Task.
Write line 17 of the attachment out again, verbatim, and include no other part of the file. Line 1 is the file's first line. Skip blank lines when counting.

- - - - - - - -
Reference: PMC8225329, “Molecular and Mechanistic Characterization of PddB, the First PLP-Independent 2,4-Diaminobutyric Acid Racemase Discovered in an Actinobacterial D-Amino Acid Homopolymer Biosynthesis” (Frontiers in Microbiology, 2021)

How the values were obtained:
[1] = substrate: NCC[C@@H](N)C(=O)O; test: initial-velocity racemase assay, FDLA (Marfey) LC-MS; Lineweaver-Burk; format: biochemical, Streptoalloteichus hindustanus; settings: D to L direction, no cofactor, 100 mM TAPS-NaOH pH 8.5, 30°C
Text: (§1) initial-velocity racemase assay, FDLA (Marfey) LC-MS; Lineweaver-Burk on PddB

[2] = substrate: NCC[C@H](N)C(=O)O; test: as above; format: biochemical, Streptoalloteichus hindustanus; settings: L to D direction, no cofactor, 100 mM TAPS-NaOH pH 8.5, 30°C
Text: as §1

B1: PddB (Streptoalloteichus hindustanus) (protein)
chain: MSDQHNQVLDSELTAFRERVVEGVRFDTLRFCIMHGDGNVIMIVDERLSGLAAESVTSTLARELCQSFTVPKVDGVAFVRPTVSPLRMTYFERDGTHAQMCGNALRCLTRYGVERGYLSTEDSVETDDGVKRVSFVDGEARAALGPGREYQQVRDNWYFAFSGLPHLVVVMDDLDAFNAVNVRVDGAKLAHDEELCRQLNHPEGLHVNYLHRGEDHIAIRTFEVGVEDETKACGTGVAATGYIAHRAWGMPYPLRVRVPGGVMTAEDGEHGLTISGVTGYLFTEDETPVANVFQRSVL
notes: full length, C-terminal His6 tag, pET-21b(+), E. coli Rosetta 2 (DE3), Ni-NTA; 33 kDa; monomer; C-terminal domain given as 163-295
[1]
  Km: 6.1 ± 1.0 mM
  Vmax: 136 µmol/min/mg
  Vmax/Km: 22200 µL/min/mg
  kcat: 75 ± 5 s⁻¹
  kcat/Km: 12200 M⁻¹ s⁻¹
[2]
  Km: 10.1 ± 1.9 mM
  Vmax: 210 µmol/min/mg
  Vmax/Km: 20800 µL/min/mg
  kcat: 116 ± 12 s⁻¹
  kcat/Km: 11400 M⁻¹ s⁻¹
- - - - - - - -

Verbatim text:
  Km: 10.1 ± 1.9 mM